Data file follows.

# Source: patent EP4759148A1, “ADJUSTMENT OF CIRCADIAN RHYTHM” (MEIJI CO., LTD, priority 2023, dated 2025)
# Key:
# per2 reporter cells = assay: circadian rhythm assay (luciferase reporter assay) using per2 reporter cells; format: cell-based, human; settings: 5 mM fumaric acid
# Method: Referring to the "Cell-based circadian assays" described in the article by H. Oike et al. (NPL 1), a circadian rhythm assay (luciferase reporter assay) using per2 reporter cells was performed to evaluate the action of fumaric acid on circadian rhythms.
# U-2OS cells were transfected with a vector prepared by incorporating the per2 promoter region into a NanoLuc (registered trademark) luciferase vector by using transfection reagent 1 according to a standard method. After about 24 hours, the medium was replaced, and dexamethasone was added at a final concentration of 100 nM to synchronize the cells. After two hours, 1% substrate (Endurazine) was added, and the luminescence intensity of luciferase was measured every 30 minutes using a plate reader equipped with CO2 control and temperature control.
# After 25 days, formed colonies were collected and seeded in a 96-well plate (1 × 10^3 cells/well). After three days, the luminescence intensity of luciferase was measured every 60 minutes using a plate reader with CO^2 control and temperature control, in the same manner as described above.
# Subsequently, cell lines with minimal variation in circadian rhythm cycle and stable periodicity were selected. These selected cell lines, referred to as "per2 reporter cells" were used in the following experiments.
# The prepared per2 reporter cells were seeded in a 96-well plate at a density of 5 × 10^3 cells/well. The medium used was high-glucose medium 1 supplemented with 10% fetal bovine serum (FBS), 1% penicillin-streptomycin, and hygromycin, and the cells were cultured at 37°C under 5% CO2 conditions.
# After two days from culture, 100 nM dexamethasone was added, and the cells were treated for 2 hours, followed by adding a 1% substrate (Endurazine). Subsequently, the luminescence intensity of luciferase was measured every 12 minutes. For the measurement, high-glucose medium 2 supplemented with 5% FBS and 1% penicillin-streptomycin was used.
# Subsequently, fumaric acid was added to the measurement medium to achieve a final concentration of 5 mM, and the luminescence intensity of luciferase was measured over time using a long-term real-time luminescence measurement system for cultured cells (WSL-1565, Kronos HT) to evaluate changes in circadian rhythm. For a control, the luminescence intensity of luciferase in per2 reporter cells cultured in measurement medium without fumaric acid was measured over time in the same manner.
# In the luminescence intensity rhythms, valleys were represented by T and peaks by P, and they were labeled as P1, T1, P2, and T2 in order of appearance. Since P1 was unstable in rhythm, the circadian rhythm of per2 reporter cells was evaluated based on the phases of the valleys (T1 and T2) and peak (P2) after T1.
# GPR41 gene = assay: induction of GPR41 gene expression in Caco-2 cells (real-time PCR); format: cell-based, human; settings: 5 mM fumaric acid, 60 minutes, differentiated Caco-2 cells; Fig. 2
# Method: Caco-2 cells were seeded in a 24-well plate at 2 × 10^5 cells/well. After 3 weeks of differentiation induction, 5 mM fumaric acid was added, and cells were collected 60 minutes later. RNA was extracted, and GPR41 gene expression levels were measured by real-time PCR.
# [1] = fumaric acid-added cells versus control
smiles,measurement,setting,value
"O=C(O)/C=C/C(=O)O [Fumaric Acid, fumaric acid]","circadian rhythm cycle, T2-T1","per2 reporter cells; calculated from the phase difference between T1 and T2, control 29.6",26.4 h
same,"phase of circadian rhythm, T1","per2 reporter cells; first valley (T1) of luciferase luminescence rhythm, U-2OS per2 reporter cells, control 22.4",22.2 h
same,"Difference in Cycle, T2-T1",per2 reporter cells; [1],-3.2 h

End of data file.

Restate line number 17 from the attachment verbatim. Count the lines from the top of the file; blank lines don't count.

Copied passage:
same,"phase of circadian rhythm, T1","per2 reporter cells; first valley (T1) of luciferase luminescence rhythm, U-2OS per2 reporter cells, control 22.4",22.2 h